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In March 2016, the OAS published a report entitled The 2016 Cybersecurity Report, Are we ready in Latin America and the Caribbean.
Mr Belisario Contreras, Program Manager, Cyber Security Program OAS-CICTE, described this report as one of the achievements of the OAS in its mission to develop and strengthen cybersecurity initiative in the LAC region. Belisario indicated that the report was a collaboration between Oxford University, the Inter America Development Bank and the OAS and it seeks to help member states to improve their cybersecurity frameworks and achieve security and resilience. The Cybersecurity team is working to increase security capacities in the OAS member states. This mean an improvement in security for governments, the private sector, civil society and academia.
The report assessed the LAC region and some 32 countries and identified 49 specific areas for improvement. The report indicates that although there have been some advances the region is not prepared. Belisario noted that 25 to 30 countries do not have national cybersecurity strategies or identified plans for protecting critical infrastructure. He also indicated that in many countries there is no coordinated approach to promote cybersecurity throughout the population. Discussions are being held in silos in the absence of any national campaigns. He noted that there are examples where academia and civil society cooperate however this does not exist in most areas.
Belisario also stated that there were 22 national cybersecurity incident response teams in the LAC region. However, the capacity and size of these teams vary from one country to the next. The OAS has also published a document on Best practices for Establishing a National CSIRT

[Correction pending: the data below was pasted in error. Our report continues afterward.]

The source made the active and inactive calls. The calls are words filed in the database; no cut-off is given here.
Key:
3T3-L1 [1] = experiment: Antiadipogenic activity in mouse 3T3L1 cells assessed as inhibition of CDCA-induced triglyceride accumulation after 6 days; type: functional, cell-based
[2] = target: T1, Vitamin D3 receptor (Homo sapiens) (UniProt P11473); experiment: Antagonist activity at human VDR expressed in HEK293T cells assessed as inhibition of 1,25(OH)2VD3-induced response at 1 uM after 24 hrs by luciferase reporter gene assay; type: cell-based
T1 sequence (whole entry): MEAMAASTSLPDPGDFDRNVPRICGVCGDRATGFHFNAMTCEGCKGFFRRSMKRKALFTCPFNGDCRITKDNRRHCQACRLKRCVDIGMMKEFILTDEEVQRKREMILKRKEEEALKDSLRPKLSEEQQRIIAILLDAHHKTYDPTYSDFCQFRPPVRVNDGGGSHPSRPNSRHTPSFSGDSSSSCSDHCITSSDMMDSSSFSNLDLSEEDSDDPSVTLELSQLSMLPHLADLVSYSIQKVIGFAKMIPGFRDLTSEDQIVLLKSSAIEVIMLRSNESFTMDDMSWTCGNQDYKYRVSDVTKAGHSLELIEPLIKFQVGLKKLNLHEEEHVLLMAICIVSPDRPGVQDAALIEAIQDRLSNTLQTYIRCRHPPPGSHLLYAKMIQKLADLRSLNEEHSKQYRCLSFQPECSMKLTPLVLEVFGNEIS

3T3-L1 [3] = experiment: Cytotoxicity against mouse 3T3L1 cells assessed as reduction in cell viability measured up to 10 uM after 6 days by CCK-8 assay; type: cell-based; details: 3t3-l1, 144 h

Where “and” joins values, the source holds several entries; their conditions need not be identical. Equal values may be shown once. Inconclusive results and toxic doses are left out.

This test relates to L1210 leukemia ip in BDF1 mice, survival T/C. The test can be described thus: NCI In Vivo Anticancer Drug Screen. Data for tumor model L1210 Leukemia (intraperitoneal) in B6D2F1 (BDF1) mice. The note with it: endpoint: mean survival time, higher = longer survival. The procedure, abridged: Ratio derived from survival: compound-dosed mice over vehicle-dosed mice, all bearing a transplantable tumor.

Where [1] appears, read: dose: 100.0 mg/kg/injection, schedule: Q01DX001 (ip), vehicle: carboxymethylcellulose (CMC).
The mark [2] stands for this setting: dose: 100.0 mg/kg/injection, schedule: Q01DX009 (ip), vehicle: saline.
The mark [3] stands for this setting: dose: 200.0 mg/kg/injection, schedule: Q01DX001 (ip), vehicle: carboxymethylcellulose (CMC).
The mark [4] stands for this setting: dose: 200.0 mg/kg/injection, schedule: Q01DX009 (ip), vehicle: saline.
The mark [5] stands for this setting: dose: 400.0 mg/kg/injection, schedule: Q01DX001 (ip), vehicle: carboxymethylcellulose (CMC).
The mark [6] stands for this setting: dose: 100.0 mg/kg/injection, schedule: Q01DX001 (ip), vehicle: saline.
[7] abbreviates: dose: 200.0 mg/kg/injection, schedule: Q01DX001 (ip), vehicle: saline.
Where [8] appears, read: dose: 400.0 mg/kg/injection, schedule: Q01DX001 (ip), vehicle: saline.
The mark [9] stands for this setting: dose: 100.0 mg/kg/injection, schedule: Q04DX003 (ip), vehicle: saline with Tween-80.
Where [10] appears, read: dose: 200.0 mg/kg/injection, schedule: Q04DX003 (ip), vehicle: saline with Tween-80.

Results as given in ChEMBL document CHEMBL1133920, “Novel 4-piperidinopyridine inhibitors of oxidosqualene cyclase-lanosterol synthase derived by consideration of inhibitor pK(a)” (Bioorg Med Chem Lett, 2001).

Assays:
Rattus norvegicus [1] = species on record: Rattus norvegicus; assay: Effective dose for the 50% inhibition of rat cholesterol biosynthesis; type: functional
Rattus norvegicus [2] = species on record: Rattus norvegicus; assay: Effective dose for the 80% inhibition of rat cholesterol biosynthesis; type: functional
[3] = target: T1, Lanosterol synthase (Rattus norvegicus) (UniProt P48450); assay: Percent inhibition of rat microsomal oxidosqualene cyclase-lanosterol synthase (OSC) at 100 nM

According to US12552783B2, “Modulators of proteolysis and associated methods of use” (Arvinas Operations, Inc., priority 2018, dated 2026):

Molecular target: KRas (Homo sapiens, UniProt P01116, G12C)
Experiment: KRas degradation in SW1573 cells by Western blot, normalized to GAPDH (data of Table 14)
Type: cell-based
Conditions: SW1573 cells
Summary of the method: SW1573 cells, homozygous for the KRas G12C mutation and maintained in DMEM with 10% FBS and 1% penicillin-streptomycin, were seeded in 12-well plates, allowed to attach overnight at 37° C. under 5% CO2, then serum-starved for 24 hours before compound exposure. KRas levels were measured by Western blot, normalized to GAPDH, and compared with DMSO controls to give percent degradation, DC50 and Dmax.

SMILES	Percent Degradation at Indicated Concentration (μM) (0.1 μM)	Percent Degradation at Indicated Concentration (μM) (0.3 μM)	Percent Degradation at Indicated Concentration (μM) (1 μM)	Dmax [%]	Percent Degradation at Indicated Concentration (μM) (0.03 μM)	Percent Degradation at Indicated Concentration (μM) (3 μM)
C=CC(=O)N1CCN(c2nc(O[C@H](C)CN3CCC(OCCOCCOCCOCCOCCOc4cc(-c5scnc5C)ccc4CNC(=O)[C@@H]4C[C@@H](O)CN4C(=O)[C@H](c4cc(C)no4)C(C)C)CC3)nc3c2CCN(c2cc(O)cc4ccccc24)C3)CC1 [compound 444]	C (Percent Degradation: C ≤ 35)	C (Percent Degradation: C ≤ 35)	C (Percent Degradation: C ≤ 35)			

The OAS cybersecurity program focusses on five main areas, developing national strategies, training and workshops, telecommunications, cybersecurity exercises, and development of national cybersecurity incident response teams (CSIRT).
In 2008 a regional cybersecurity strategy was adopted by all member States, which has led to the adoption of national strategies in the region. Columbia and Jamaica are implementing their national strategies. He also noted that there is an online platform, CSIRTAmericas.org, that is accessible to governments. The OAS also engages in various studies such as a study associated with cybersecurity threats in Columbia. This study is being treated as a pilot for eventual roll out to other countries.
Belisario indicated that the OAS welcomed the involvement of civil society, the private sector, academia and all stakeholders and encourages a multistakeholder approach in the development of national cybersecurity strategies. Although the OAS cannot force states to adopt its recommendations or involve parties in the process, interested parties can contact the OAS office for information. The process of building national strategies is a learning process and is improved as it is implemented from country to country.
Contreras pointed the audience to the Global Forum on Cyber Expertise as a valuable source of information on cybersecurity.
Belisario noted that there is close collaboration with the Council of Europe and that the OAS receives assistance from donor countries such as the USA, Canada and Spain.
In response to a question on the accession of LAC states to the Budapest convention, Contreras noted that the congress of Chile has approved accession to the convention and that about 10 other countries are pending ratification. He also noted that the process of developing legislation and adopting a convention is difficult and involves several issues. He also stressed that there needs to be national dialogue on these issues.
In response to a question regarding citizens’ level of trust of government agencies Belisario noted that two initiatives were identified as priorities - cybersecurity and e-government.
He further noted that the OAS office receives several requests but due to limited resources, these request have to be prioritised.
by Trevor Phipps